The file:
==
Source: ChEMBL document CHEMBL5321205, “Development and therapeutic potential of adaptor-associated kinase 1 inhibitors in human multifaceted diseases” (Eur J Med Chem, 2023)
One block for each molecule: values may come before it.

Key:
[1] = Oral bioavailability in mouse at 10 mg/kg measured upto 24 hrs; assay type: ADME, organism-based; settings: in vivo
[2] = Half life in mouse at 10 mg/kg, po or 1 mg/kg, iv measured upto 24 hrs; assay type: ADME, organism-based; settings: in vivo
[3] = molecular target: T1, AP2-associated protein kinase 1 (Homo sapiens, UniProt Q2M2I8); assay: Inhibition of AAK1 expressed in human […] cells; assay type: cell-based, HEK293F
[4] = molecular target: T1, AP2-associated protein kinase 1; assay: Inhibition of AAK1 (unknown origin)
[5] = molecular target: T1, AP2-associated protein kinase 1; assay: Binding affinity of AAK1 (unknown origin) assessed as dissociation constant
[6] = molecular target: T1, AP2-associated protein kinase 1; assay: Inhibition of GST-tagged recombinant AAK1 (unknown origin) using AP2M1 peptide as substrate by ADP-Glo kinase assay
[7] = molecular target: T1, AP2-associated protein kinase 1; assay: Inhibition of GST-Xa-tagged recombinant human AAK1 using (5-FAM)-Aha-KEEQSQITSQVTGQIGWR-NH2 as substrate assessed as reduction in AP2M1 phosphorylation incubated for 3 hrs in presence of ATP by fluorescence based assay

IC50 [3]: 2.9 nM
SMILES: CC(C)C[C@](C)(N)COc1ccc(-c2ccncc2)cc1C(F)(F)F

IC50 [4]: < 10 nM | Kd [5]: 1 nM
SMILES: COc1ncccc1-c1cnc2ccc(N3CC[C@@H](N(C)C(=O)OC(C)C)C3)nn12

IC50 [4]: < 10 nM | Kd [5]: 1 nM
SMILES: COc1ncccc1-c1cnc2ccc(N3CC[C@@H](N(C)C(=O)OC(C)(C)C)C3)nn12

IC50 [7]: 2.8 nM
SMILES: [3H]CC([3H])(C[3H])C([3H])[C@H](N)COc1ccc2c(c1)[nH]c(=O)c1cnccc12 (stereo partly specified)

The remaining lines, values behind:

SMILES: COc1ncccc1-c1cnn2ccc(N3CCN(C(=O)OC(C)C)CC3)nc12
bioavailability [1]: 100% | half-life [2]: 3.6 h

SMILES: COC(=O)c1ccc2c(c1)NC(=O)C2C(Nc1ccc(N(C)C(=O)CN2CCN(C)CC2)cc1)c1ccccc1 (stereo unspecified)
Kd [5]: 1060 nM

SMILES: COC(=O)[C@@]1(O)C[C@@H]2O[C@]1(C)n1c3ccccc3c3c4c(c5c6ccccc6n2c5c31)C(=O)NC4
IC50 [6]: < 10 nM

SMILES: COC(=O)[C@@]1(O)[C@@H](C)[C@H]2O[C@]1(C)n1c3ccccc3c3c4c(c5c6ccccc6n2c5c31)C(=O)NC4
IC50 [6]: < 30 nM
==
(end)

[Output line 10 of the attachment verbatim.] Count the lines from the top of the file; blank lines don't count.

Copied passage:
[7] = molecular target: T1, AP2-associated protein kinase 1; assay: Inhibition of GST-Xa-tagged recombinant human AAK1 using (5-FAM)-Aha-KEEQSQITSQVTGQIGWR-NH2 as substrate assessed as reduction in AP2M1 phosphorylation incubated for 3 hrs in presence of ATP by fluorescence based assay